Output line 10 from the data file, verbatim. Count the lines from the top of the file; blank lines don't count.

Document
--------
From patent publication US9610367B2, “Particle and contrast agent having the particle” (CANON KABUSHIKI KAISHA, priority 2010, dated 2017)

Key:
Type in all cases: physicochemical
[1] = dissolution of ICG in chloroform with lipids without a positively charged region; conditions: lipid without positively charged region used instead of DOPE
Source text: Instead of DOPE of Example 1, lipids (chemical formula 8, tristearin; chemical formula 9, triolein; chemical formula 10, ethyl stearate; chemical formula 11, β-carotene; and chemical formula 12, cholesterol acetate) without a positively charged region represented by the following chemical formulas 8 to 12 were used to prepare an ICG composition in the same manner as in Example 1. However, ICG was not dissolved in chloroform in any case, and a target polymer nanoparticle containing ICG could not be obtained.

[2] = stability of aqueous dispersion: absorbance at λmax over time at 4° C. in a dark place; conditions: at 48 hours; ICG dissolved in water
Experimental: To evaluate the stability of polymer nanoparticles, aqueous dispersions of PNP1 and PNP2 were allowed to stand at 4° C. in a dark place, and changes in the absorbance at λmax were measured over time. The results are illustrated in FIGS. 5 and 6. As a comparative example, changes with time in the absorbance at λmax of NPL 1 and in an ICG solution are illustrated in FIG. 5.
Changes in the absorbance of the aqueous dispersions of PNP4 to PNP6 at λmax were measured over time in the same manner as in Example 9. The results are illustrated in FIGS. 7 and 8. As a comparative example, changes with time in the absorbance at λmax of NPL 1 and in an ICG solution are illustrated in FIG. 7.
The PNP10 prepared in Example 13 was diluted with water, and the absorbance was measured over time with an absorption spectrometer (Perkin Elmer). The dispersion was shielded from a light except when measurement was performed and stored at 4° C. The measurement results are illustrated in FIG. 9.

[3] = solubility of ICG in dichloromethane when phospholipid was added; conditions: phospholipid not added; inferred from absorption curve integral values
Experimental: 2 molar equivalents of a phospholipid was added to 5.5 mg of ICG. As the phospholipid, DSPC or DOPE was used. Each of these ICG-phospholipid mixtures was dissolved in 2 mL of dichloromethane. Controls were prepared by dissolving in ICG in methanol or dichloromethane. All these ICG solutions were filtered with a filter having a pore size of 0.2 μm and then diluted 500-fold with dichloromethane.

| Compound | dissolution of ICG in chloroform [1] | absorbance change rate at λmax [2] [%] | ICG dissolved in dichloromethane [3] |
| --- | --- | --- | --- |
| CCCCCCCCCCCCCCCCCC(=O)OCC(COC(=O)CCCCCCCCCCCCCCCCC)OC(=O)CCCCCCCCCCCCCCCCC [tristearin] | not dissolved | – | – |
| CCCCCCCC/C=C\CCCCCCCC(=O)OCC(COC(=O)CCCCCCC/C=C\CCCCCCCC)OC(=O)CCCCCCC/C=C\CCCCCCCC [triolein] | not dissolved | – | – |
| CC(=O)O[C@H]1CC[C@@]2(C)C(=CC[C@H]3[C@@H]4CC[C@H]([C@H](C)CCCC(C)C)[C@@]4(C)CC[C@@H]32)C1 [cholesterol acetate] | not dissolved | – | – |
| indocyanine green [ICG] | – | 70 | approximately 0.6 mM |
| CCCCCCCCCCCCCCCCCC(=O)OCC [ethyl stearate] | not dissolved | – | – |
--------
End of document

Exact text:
[3] = solubility of ICG in dichloromethane when phospholipid was added; conditions: phospholipid not added; inferred from absorption curve integral values